digital computer. It can store data and perform addition and subtractions using binary code.
The next generation of the machine will be abandoned before it is completed due to the onset
of World War II.

1949 : Printed circuit boards for cheaper and easier placement of components
1951 : Howard H. Aiken develops large electromagnetic computer
1954 : Transistor radio, stereo recording, 76 meter radio telescope in England

1964 Operating System
IBM rolls out the OS/360, the first mass-produced computer operating system. Using the
OS/360, all of the computers in the IBM 360 family could run any software program.
Already IBM is a giant in the computer industry, controlling 70% of the market worldwide.
1965 Minicomputer
Digital Equipment introduces the PDP-8, the world's first computer to use integrated circuit
technology. Because of its relatively small size and its low $18,000 price tag, Digital sells
several hundred units.

1970 Optical Fiber
Corning Glass announces it has created a glass fiber so clear that it can
communicate pulses of light. GTE and AT&T soon begin experiments to
transmit sound and image data using fiber optics, which will transform the
communications industry.

1976 Super Computer
Cray Research, Inc. introduces its first supercomputer, the Cray-1, which can perform
operations at a rate of 240,000,000 calculations per second. Supercomputers designed by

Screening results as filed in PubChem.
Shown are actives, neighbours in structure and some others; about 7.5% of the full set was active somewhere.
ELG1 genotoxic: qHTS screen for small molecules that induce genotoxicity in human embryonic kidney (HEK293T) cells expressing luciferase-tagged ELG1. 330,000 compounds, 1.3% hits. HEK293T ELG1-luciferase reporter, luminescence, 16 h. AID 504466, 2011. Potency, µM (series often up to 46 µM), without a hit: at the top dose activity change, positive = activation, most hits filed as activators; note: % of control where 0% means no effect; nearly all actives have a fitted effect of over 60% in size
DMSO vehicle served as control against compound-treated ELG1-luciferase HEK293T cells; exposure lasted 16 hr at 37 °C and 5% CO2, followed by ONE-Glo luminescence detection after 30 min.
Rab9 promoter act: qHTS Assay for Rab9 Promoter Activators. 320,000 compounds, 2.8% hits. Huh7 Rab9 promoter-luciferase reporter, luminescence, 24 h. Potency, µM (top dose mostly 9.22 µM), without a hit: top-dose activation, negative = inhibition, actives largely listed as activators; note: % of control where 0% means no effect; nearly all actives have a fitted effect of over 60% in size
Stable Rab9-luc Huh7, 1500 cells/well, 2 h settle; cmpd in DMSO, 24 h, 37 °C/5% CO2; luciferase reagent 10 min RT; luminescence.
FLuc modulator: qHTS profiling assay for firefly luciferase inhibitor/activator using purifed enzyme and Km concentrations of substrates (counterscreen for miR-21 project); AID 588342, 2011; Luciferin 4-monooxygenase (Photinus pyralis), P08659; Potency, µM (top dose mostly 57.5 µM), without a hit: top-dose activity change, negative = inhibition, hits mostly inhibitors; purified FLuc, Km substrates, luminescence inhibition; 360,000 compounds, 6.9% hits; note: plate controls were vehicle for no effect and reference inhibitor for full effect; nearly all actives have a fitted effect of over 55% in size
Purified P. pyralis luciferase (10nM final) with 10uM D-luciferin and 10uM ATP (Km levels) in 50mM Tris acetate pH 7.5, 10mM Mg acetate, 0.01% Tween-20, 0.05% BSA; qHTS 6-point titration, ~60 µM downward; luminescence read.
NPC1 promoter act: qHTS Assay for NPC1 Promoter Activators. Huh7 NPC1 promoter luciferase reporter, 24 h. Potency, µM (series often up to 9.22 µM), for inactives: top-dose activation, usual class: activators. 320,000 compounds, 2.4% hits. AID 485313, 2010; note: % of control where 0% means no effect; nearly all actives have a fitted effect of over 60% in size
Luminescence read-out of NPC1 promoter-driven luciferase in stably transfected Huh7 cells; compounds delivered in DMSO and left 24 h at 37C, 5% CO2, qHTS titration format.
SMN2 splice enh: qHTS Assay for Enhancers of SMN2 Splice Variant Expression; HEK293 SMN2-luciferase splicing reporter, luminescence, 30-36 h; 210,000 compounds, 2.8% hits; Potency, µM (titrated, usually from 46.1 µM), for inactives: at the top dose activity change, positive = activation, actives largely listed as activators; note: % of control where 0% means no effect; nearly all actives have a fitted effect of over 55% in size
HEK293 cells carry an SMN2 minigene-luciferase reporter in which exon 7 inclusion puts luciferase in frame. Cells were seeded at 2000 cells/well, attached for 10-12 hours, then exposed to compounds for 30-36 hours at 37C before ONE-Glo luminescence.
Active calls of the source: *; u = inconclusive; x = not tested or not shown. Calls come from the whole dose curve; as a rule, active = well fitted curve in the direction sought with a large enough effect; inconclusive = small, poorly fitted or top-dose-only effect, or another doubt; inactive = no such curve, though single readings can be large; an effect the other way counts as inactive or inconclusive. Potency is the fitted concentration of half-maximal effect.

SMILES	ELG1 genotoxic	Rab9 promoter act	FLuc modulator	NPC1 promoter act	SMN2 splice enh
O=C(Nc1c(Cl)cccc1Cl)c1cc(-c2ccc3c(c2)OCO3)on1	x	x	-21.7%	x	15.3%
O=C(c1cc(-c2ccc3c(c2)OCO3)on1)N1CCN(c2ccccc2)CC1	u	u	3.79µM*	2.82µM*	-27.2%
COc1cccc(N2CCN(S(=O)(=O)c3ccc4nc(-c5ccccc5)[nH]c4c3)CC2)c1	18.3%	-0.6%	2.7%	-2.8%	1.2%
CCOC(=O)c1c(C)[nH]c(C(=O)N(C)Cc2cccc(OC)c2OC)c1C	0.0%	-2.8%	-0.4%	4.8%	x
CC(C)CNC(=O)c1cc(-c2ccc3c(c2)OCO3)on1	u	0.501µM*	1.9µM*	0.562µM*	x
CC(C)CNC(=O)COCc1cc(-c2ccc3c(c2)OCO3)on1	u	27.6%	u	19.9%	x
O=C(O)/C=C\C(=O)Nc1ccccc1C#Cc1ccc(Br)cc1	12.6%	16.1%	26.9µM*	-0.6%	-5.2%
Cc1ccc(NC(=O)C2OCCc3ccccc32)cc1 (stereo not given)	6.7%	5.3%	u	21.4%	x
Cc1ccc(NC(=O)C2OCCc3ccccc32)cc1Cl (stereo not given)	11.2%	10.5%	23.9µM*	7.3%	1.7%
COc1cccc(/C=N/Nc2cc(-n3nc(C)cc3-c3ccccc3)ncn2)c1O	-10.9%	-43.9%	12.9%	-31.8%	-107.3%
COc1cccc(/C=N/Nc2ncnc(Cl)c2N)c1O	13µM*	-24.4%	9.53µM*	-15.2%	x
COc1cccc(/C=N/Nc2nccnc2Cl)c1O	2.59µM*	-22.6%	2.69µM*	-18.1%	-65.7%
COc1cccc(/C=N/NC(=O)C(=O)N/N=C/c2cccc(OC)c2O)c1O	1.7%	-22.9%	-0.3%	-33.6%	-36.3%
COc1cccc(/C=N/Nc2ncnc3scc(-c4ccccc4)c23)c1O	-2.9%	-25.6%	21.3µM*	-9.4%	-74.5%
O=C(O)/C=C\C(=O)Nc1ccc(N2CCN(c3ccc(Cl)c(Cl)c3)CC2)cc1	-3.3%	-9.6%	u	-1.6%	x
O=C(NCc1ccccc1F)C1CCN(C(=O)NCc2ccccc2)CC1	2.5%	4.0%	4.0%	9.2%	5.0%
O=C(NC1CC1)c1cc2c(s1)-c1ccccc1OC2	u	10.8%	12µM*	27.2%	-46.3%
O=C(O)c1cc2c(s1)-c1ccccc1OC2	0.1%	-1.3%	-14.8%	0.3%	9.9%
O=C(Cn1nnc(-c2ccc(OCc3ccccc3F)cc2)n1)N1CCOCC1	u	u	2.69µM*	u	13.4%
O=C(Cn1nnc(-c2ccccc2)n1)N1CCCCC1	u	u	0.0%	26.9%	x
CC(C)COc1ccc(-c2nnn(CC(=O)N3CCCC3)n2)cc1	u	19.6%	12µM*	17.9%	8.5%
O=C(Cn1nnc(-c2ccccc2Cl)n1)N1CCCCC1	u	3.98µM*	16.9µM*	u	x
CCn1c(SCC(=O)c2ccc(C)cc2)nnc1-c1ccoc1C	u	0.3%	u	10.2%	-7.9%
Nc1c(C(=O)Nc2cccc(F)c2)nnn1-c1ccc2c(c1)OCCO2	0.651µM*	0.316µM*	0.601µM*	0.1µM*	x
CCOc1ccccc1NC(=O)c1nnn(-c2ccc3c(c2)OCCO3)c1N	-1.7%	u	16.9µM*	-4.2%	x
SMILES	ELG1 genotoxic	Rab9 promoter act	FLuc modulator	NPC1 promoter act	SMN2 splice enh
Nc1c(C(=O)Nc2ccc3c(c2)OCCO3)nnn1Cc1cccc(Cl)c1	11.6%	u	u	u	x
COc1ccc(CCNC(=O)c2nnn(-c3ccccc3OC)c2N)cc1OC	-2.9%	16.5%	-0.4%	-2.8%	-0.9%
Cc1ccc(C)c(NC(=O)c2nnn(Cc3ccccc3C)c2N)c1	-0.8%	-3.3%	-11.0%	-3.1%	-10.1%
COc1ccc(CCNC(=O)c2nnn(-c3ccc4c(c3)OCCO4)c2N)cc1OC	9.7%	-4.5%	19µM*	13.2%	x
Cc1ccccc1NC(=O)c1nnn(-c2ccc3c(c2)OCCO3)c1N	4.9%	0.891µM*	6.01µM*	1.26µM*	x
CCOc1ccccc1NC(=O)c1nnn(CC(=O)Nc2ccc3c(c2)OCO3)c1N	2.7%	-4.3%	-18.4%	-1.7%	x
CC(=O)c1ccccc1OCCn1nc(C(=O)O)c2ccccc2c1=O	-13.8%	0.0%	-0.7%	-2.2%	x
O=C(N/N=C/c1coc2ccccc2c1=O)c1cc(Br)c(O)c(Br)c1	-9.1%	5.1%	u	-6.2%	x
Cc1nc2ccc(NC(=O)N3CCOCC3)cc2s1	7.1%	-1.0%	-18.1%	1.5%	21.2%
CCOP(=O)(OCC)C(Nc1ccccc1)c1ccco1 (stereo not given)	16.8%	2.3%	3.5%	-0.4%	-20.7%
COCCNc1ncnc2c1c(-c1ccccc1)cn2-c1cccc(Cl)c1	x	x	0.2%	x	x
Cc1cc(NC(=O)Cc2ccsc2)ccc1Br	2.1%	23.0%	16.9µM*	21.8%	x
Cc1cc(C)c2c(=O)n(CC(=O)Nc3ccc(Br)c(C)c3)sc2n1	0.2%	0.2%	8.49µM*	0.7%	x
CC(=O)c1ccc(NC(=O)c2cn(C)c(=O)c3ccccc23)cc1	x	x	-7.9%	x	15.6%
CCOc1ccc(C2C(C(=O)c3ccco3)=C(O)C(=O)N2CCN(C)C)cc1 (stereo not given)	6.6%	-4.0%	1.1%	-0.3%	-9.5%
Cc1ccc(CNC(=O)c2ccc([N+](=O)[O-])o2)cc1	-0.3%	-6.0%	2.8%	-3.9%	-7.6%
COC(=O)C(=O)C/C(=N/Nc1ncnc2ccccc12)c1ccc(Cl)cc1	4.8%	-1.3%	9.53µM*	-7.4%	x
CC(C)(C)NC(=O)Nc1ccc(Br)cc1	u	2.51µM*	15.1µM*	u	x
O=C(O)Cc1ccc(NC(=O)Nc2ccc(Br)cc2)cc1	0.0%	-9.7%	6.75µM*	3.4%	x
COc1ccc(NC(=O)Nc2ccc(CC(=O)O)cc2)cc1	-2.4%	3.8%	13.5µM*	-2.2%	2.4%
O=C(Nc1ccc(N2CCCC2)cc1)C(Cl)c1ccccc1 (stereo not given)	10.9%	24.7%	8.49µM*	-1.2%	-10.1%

Seymour Cray will continue to dominate the market; the Cray 2, marketed in 1985, will be
capable of 1,200,000,000 calculations per second.

1979 : Japanese Matsushita Inc. takes out a patent for Liquid Crystal TV screen
1980 : Videotext, Cable Television, Video Conferencing, Compact Disc
1983 : Personal Computers, Floppy Disks as storing device
PC's have taken the world by storm, dramatically changing the way people communicate;
IBM dominates the personal computer market, benefiting both from the production of its
own machines as well as "clones" produced by other companies.

1985 : Satellite navigation (both military and civilian applications)
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CSN200 Introduction to Telecommunications, Winter 2000 Lecture_01

1990 : Hubble Telescope
The space shuttle Discovery deploys the Hubble Space telescope 350 miles above the Earth.
Although initial flaws limit its capabilities, the Hubble will be responsible for numerous
discoveries and advances in the understanding of space.

History of Communications in North America:

1837 Samuel Morse - Telegraph

1843, Alexander Bain - Printing Telegraph

1876, Alexander Graham Bell - Telephone

• 1874, Alexander (Sandy) Graham Bell developed the concept of the telephone at his
father's home in Brantford, Ontario.
• 1876, developed the first telephone capable of transmitting understandable conversion.
First long distance call was made from Paris, Ontario to Brantford, Ontario.

1879, Manual switchboards; automatic switching

Digital switching and digital circuits emerged in the 80's and 90's.

1948, First commercial Microwave link for telephone was in Canada

1962, First international satellite telephone over Telstar

1962, Fax was introduced

1963, Touch tone telephones

1969, Picture phone service

1969, Internet began as a network of US military and academic computers

1976, packet-switched network for computer data

1984, Breakup of AT&T (1885 - 1984), Increasing competition

1983, newer cellular telephone networks

1996, Deregulation Act, Open competition